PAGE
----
Is there any privacy in politics? From voting rights to COVID testing, these four Protest Posters 2 entries take a look at these and other issues.
Shane Kendrick, alongside Ebb + Flow Creative, made “Vote” (above, left) before the 2020 US Presidential Election. The main message was a plea to eligible voters to let their voices be heard and make sure their votes are counted to incite social change. A retro ballot is layered with a photograph of a squashed orange and large red letters spelling “VOTE.” This image, presumably, references the squashing of President Trump. However, regardless of political preferences, Kendrick’s poster reminds us that voting is not a right, but a privilege.
Paco Macías Velasco’s poster, titled “Thermal Face Recognition” (above, right), features the iconic “Mona Lisa.” Behind Mona Lisa are many masked faces as well as close-up images of the virus itself, indicating the severity of the pandemic. Underneath her scanned face is a list of her identifiers as well as temperature, indicating a kind of violation of privacy. By utilizing such a world-renowned painting, Velasco draws attention to the argument that using thermal technology for COVID scanning is a breach of personal privacy.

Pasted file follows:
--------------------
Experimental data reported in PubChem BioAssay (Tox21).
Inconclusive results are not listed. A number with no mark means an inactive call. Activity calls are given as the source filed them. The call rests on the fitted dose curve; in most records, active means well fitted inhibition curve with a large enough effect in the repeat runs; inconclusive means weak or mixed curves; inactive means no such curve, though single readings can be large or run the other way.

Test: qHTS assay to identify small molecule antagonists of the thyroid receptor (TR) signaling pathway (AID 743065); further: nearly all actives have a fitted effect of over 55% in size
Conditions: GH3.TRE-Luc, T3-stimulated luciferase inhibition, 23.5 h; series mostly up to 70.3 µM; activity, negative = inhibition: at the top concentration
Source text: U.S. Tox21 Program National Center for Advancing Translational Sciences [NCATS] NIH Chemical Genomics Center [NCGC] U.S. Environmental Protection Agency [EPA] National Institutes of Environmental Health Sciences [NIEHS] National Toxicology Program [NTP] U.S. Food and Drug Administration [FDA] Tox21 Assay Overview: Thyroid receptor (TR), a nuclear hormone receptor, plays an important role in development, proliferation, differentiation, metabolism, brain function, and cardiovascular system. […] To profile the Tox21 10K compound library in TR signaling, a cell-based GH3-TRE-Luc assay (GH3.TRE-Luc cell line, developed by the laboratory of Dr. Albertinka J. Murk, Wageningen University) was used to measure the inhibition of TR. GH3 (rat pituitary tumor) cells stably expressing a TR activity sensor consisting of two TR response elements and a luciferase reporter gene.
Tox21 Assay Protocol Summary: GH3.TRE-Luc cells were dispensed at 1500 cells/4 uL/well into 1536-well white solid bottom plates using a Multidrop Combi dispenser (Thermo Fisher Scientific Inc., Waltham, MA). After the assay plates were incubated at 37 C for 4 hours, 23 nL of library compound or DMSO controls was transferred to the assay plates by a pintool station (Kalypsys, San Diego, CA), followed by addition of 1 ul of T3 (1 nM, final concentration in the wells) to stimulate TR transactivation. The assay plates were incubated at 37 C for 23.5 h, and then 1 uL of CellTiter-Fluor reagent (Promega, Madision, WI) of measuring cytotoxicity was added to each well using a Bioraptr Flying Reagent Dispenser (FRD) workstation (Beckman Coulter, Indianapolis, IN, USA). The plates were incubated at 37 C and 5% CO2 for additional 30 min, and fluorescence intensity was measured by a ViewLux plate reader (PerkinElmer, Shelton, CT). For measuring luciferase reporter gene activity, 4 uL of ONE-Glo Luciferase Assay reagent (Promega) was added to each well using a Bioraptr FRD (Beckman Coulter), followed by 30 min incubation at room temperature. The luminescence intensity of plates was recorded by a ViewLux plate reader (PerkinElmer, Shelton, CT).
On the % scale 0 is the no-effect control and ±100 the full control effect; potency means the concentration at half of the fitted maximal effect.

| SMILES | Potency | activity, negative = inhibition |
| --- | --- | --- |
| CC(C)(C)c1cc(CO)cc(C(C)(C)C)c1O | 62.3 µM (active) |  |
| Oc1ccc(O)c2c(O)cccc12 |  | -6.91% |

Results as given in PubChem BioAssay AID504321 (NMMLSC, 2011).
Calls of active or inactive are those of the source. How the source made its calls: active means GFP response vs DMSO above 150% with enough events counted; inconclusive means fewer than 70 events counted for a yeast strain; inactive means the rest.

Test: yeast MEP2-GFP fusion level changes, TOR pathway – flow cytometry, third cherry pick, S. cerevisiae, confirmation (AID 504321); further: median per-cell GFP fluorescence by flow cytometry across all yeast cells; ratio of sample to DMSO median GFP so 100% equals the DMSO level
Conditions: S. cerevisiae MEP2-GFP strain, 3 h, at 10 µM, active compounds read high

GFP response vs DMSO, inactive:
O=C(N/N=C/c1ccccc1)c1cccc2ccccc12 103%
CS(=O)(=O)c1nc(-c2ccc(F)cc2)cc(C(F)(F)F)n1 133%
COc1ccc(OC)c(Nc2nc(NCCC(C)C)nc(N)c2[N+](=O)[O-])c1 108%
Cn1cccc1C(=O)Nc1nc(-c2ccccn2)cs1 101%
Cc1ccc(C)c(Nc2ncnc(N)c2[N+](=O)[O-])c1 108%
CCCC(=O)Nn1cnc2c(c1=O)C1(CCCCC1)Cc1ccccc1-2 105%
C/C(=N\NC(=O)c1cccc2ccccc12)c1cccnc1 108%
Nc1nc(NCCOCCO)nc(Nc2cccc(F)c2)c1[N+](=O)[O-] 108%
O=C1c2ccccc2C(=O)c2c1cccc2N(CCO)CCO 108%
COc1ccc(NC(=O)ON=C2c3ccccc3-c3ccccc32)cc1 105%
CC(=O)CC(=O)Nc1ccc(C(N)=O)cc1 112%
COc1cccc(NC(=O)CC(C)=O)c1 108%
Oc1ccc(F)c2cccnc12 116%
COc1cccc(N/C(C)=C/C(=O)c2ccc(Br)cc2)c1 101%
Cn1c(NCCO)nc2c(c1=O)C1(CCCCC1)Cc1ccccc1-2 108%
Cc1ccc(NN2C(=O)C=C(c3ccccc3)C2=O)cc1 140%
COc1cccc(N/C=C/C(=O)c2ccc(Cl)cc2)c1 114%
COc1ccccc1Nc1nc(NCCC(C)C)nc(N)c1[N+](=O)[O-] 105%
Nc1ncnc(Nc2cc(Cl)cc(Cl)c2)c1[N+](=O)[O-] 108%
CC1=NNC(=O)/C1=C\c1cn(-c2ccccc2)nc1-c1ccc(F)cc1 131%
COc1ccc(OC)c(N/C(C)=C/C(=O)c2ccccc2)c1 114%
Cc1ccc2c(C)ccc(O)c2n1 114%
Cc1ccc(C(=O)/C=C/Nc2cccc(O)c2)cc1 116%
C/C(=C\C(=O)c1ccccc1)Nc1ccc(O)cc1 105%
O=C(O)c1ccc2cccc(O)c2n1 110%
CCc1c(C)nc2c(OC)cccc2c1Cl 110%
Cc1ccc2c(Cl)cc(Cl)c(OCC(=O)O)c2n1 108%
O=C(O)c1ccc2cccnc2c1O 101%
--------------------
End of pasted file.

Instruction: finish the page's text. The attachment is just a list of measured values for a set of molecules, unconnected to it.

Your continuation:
Japanese designerDaisuke Kashiwa’s poster “Economic Growth” (above, left) was created for Posters Without Borders, an international invitational poster exhibition. Kashiwa’s poster is an optical illusion, featuring two faces that are concurrently biting into one another. The pink face appears to be entirely encapsulating the purple face, which is growing smaller and smaller. This poster highlights a problem with the current economic systems in different countries: as shown through the pink figure, as the rich get richer, the poor get poorer.
Designer Fa-Hsiang Hu from hufax arts / FJCU designed “Breath of Life” (above, right) for the Taiwan Poster Design Association. This poster features two block figures in black and green, their fists held aloft in protest. Near the bottom is a quote from the movie The Revenant: “As long as you can still grab a breath, you fight.” This poster embodies the true meaning of protest and shows the energy and determination behind the action.